No IPv6 on WordPress, but there are options…

May 30, 2012 Leave a comment

Today I reviewed my blog entries, hosting services, domain names, videos and slides I have created for over 8 years. Once I was complete, only one thing still needed to be tested –  the ability for WordPress to support IPv6. Well they failed and I needed a method to ‘proxy’ my site through an IPv6 to IPv4 infrastructure. The solution was CloudFlare, a provider that frontends IPv4-only websites allowing them to be accessible via IPv6.

The process was quick and easy, took a short time to set it up including making CloudFlare the hosting service for my domain DNS.

Upside: quick and easy

Downside:

        Turning the hosting of my domain names over to another vendor,

        IPv4-only code running under IPv6 is now vulnerable

        CloudFlare’s inability to support DNSSec.

Anyway, for the short term this seems the only solution.

Categories: General, IPv6, Security

I want IPv6, but…

May 29, 2012 Leave a comment

Ok, I am not a big fan of Teredo, a tunneling technique that rides IPv6 inside UDP packets over IPv4, but there are times when it is required.  Let’s first start with a time when it should not be used and that is when you are an authorized user on an enterprise and need IPv6. In this case call your IT department.

When should it be used? Anytime that you need to connect to IPv6, but the local switch, upstream router, network firewall or ISP does not support IPv6.  Here are methods to enable IPv6:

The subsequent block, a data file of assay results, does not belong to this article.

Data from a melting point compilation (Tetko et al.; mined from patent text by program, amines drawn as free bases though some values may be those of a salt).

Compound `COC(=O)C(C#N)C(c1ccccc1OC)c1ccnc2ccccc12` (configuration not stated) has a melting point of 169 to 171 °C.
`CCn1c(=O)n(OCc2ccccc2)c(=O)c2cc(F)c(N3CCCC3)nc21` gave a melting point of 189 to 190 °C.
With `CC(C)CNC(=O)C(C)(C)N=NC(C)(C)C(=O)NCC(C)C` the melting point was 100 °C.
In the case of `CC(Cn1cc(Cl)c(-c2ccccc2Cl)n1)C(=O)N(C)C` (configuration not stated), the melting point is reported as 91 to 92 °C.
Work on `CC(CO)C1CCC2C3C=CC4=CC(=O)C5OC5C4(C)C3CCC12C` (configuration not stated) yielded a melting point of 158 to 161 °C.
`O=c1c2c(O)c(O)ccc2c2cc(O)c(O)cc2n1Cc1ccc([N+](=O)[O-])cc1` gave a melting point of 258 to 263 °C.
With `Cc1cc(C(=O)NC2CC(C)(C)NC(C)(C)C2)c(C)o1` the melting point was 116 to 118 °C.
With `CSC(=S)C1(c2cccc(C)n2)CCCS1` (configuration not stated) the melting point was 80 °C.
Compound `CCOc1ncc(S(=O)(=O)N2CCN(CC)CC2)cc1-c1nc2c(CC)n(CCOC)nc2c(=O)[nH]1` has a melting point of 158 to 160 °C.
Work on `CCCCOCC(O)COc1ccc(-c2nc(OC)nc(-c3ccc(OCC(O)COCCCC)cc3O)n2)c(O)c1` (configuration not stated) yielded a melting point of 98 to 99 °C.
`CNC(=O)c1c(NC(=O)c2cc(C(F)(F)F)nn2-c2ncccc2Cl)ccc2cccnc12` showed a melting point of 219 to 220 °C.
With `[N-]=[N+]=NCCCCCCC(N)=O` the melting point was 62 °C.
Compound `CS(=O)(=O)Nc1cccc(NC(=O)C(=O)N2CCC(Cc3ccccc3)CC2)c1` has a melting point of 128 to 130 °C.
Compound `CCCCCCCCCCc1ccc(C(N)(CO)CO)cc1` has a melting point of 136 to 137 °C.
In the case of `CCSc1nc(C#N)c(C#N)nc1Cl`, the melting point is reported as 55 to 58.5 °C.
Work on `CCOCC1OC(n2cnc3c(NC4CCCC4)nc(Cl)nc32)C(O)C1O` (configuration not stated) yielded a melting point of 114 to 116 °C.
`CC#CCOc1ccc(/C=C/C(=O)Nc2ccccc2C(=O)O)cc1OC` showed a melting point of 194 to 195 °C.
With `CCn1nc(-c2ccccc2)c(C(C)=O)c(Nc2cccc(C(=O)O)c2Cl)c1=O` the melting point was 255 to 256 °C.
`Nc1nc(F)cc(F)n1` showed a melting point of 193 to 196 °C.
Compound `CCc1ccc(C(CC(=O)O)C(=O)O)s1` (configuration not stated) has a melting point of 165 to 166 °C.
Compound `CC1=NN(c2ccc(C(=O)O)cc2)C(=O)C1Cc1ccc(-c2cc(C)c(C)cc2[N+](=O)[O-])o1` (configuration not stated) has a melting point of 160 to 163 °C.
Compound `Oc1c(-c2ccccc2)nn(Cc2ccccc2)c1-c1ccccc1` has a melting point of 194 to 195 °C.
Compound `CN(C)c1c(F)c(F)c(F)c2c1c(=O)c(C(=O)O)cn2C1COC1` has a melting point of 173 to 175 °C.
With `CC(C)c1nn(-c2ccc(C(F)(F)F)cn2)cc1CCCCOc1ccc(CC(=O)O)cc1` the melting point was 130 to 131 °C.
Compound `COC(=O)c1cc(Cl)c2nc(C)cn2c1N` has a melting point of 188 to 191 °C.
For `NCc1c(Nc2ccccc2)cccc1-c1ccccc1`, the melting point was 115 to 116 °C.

• Windows XP – enable Ipv6
  • Vista,  Windows 7 and Window 8 – IPv6 is enable by default; your IT department might have disabled it by default in all cases. Call your IT department.
  • Linux Ubuntu/Debian – “sudo apt-get install miredo” is enough to have IPv6 connectivity. There is no configuration needed.

Is my connection end-to-end, ready for IPv6?

May 29, 2012 Leave a comment

When speaking and consulting around North America, I am often asked the question, how do I know whether I am running IPv6?

This is actually a complex question, and the test you need will depend on your purpose. The simplest test will try the routability of your packet to a test website with the result of providing your current unicast IPv6 address. Websites that fit this model include:

Note: If you are unable to obtain a simple IPv6 address, ensure the following:

  1. Does your operating system support IPv6?
  2. Is IPv6 enabled on your system?
  3. Does the host have a firewall which is blocking IPv6?
  4. Does your switch support IPv6?
  5. Is your router capable of supporting IPv6? Is it configured for IPv6?
  6. Is your firewall capable of supporting IPv6? Is it configured for IPv6?
  7. Is your ISP capable of supporting IPv6? Have they configured your network connection?

* details on how to do the above steps will be explored in a future posting

The second level not only validates the routability, but also validates the DNS, traceroute, and a few other features. These include:

The last and most complete tests are found on sites I use to troubleshot and tune customer’s networks and include the following:

If you find others, please post them under comments.

Categories: General, IPv6 Tags: ,